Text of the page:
Concerns about rodent infestations at the McPherson Square encampment led to new scrutiny of the city’s wildlife control law. (Cliff Owen/Associated Press)

The fallout from Virginia Attorney General Ken Cuccinelli II’s recent attention to the District’s new animal control law has spread to Maryland, where Del. Patrick L. McDonough (R-Baltimore County) is now planning to introduce an “anti-rat trafficking bill,” as he described it to Timonium Patch Thursday.

”I’m protecting the borders again, this time from illegal rats,” McDonough, an outspoken opponent of illegal immigration, told Patch. “I’m very concerned about my friends in Prince George’s and Montgomery counties. They’re on the front lines of this.”

McDonough held a news conference on the proposal Friday afternoon; the Post’s Aaron C. Davis was there and will report soon. McDonough’s attention comes after the issue went hot button this week in the conservative media. As for his bill’s prospects, note that Democrats hold commanding majorities in both houses of the Maryland legislature.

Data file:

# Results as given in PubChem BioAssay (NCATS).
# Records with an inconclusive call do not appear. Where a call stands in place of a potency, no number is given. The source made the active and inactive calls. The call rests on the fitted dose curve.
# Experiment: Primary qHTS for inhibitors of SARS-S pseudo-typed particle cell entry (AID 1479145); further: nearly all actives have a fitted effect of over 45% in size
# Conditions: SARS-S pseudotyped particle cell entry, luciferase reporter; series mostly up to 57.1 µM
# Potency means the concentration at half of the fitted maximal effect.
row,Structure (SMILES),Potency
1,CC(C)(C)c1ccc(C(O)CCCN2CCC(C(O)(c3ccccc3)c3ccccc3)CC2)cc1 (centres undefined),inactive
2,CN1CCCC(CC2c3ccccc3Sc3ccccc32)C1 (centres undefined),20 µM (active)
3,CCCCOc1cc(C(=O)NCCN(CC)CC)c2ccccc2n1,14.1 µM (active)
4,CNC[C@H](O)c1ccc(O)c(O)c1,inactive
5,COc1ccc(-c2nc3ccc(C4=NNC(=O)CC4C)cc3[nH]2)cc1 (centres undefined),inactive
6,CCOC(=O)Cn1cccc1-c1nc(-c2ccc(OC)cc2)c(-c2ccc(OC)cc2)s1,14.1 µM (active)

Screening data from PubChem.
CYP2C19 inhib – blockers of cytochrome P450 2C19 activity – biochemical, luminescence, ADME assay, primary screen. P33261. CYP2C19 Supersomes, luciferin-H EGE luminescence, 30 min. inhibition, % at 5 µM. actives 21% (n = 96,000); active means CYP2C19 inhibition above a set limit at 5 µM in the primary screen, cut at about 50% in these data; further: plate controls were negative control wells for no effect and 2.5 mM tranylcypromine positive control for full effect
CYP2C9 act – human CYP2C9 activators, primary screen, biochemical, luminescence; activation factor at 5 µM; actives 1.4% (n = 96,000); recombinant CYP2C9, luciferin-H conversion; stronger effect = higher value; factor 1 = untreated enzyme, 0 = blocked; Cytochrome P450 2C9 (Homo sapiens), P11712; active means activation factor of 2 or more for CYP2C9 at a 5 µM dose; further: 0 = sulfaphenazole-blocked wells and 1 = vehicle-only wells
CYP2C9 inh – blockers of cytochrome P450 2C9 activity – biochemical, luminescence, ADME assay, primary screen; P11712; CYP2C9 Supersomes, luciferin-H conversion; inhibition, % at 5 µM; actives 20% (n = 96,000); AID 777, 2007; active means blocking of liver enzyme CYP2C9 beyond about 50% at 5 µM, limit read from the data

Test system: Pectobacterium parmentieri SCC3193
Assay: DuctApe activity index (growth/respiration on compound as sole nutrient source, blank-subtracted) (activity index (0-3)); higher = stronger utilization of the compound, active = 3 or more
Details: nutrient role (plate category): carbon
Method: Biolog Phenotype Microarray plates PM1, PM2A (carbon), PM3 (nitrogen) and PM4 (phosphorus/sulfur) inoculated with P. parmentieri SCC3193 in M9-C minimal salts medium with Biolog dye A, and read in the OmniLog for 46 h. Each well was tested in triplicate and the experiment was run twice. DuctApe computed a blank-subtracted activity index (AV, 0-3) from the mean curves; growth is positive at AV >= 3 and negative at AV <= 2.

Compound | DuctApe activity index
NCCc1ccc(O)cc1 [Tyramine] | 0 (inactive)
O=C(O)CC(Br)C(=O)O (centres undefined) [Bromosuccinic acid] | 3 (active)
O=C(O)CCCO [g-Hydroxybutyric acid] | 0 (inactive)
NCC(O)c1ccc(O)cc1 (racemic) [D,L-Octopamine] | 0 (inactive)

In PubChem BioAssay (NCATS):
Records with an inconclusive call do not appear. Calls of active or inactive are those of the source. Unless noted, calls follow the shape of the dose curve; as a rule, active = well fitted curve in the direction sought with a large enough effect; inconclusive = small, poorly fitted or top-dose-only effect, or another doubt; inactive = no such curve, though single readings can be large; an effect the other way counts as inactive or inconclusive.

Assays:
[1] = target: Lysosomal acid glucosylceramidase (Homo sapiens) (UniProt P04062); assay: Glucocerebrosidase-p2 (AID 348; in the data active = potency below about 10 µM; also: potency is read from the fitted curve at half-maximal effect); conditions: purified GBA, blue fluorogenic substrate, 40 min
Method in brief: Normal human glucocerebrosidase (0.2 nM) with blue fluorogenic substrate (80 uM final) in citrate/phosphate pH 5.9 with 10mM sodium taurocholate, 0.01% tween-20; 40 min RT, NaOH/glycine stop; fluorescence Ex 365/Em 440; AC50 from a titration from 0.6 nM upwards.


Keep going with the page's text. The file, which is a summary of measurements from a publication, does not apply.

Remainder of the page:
Meanwhile, city officials are participating in a conference call Friday afternoon with staff from Cuccinelli’s office and staff for Rep. Frank Wolf (R-Va.), who considered blocking the law’s implementation last summer. The call is “to just explain to them what the law actually is, and, no, it doesn’t cover rats,” said Pedro Ribeiro, a spokesman for Mayor Vincent C. Gray (D).

Ribeiro notes that while the Wildlife Protection Act of 2010 is in effect, regulations concerning its execution have yet to be written and, in any case, there is no danger of rodents being shipped to neighboring states.

“It’s really much ado about nothing,” he said. “It is honestly laughable that this has become any kind of issue.”

Cuccinelli’s office, however, continues to insist that the Commonwealth is at risk for the illegal immigration of certain types of rodents. A spokesman for Wolf did not immediately return a request for comment on his concerns.